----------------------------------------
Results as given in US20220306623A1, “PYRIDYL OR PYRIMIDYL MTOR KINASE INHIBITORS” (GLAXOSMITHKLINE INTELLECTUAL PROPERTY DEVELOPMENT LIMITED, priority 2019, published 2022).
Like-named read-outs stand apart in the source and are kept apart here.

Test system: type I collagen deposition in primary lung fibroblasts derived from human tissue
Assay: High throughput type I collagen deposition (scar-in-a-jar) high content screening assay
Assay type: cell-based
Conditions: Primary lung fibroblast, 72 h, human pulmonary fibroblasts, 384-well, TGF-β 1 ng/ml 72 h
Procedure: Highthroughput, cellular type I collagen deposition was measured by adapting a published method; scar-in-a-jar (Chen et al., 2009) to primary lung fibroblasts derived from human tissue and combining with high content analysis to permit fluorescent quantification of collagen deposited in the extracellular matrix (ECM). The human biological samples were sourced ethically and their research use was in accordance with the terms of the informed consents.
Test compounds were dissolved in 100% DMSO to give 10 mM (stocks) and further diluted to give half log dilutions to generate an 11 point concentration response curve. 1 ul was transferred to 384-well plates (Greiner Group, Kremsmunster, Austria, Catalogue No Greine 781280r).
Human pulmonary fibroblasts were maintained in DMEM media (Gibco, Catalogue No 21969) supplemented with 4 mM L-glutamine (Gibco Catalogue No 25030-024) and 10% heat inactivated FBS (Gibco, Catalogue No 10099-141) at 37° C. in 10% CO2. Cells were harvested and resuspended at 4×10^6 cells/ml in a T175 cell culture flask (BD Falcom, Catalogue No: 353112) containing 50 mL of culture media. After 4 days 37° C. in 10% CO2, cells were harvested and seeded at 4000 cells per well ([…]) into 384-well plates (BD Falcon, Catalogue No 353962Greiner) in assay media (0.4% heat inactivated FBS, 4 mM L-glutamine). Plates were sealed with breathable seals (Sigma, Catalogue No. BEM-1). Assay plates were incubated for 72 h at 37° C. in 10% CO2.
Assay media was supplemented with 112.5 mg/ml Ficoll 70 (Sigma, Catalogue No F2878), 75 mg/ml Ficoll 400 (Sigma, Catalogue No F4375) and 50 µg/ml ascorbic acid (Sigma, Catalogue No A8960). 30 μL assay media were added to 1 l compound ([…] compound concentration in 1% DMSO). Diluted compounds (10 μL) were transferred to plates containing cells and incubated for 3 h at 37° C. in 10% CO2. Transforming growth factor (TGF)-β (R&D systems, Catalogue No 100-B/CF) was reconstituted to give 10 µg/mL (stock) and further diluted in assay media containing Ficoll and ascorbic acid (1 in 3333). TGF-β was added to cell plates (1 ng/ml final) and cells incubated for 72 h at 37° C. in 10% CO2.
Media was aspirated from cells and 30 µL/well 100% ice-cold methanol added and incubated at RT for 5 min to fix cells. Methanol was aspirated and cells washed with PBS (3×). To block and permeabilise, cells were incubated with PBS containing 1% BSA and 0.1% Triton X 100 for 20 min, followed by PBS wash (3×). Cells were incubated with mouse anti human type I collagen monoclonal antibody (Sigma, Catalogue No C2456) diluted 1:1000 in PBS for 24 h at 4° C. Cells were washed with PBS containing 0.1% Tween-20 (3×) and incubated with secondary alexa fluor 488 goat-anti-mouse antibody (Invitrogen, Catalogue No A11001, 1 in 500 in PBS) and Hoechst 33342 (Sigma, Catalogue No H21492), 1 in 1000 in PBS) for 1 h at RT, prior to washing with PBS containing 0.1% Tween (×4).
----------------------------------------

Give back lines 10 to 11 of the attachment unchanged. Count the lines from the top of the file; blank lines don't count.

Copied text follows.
Assay media was supplemented with 112.5 mg/ml Ficoll 70 (Sigma, Catalogue No F2878), 75 mg/ml Ficoll 400 (Sigma, Catalogue No F4375) and 50 µg/ml ascorbic acid (Sigma, Catalogue No A8960). 30 μL assay media were added to 1 l compound ([…] compound concentration in 1% DMSO). Diluted compounds (10 μL) were transferred to plates containing cells and incubated for 3 h at 37° C. in 10% CO2. Transforming growth factor (TGF)-β (R&D systems, Catalogue No 100-B/CF) was reconstituted to give 10 µg/mL (stock) and further diluted in assay media containing Ficoll and ascorbic acid (1 in 3333). TGF-β was added to cell plates (1 ng/ml final) and cells incubated for 72 h at 37° C. in 10% CO2.
Media was aspirated from cells and 30 µL/well 100% ice-cold methanol added and incubated at RT for 5 min to fix cells. Methanol was aspirated and cells washed with PBS (3×). To block and permeabilise, cells were incubated with PBS containing 1% BSA and 0.1% Triton X 100 for 20 min, followed by PBS wash (3×). Cells were incubated with mouse anti human type I collagen monoclonal antibody (Sigma, Catalogue No C2456) diluted 1:1000 in PBS for 24 h at 4° C. Cells were washed with PBS containing 0.1% Tween-20 (3×) and incubated with secondary alexa fluor 488 goat-anti-mouse antibody (Invitrogen, Catalogue No A11001, 1 in 500 in PBS) and Hoechst 33342 (Sigma, Catalogue No H21492), 1 in 1000 in PBS) for 1 h at RT, prior to washing with PBS containing 0.1% Tween (×4).